FILED: August 25, 2004
IN THE COURT OF APPEALS OF THE STATE OF OREGON
BETH RIEKER and TED RIEKER,
Guardian Ad Litem for Joshua
a minor child,
KAISER FOUNDATION HOSPITALS,
NORTHWEST PERMANENTE, P.C., and
KAISER FOUNDATION HEALTH PLAN OF
Appeal from Circuit Court, Multnomah County.
Robert W. Redding, Judge.
Argued and submitted April 14, 2004.
Kathryn H. Clarke argued the cause for appellants. With her on the briefs was
Richard M. Rogers.
Cecil A. Reniche-Smith argued the cause for respondents. On the brief were Ruth
Casby Rocker, Janet M. Schroer, and Hoffman, Hart & Wagner, LLP.
Before Landau, Presiding Judge, and Armstrong and Brewer, Judges.
In this obstetrical malpractice case, plaintiffs appeal from a judgment for
defendants after a jury verdict. We affirm.
Plaintiffs are the parents of and guardians ad litem for Joshua. During his
birth, Joshua's left shoulder became stuck behind his mother's pubic bone, a circumstance
known in the medical field as "shoulder dystocia." The doctors who delivered Joshua
applied traction to free his shoulder. After he was born, Joshua's left arm was flaccid, and
doctors diagnosed an injury to the brachial plexus nerves, which innervate the arm.
Despite several surgeries, Joshua has permanent severe damage to his arm known as Erb's
palsy. Plaintiffs filed this action, alleging multiple specifications of negligence and
seeking damages for Joshua's injury.
A primary issue at trial was whether Joshua's injury was caused by
defendants' negligence in applying excessive lateral traction to the shoulder and head
during Joshua's birth. The jury heard evidence from a number of experts concerning the
possible causes of injuries to the brachial plexus nerves and Joshua's injury specifically.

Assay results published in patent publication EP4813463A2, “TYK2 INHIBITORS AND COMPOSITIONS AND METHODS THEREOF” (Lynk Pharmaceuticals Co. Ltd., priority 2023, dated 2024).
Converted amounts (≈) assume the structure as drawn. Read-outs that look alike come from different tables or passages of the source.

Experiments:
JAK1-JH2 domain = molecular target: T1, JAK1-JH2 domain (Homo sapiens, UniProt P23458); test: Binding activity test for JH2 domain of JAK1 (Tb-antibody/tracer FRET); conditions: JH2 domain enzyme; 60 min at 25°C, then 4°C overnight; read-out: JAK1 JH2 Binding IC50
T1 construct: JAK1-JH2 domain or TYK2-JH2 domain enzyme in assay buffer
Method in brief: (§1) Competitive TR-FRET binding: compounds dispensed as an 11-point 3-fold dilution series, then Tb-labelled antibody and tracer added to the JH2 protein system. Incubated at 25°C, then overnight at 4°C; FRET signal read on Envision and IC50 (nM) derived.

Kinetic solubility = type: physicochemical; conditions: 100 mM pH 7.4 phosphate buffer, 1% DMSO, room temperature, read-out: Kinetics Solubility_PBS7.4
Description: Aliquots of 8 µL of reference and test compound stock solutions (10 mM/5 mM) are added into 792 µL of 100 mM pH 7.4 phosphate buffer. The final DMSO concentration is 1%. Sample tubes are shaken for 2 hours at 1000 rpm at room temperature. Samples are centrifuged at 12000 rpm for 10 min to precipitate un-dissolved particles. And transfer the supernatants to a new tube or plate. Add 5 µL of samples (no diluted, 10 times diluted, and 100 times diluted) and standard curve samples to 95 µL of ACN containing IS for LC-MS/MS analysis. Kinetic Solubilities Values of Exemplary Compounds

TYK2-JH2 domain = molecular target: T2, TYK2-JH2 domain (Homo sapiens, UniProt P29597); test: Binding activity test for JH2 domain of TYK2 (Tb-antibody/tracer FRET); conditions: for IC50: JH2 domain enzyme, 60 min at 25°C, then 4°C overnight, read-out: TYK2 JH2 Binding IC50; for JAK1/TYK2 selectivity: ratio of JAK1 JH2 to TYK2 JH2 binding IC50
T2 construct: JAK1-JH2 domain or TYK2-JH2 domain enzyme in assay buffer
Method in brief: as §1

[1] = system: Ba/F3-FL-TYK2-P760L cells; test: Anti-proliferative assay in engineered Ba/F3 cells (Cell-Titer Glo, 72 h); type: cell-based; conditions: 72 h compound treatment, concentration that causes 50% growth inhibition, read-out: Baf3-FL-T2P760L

On cross-examination, witnesses were asked about and referred to numerous articles in
medical literature. They also referred to articles forming the basis for or supporting their
opinions. The jury reached a verdict for defendants, and plaintiffs appeal, raising
numerous assignments of error. We have considered and reject each assignment. We
write to address a single assignment of error concerning defense counsel's discussion of
certain medical literature during closing argument.
In their fourth assignment of error, plaintiffs contend that the trial court
erred in allowing defense counsel to read several excerpts of medical literature to the jury
in closing argument. In Oregon, medical treatises or articles, like all learned treatises, are
deemed to be hearsay and are not admissible as substantive evidence. (1) Eckleberry v.
Kaiser Foundation, 226 Or 616, 620, 359 P2d 1090 (1961); Scott v. Astoria Railroad Co.,
43 Or 26, 39, 72 P 594 (1903); Travis v. Unruh, 66 Or App 562, 565, 674 P2d 1192, rev
den, 297 Or 82 (1984); Laird C. Kirkpatrick, Oregon Evidence § 803.18, Art VIII-125
(4th ed 2002). Excerpts from medical literature may, however, be offered as the basis of
expert opinion testimony under OEC 703 or may be used to impeach an expert witness if
the expert either relied on the treatise in forming an opinion or acknowledges it as a
recognized authority in the field. Devine v. Southern Pacific Co., 207 Or 261, 275-76,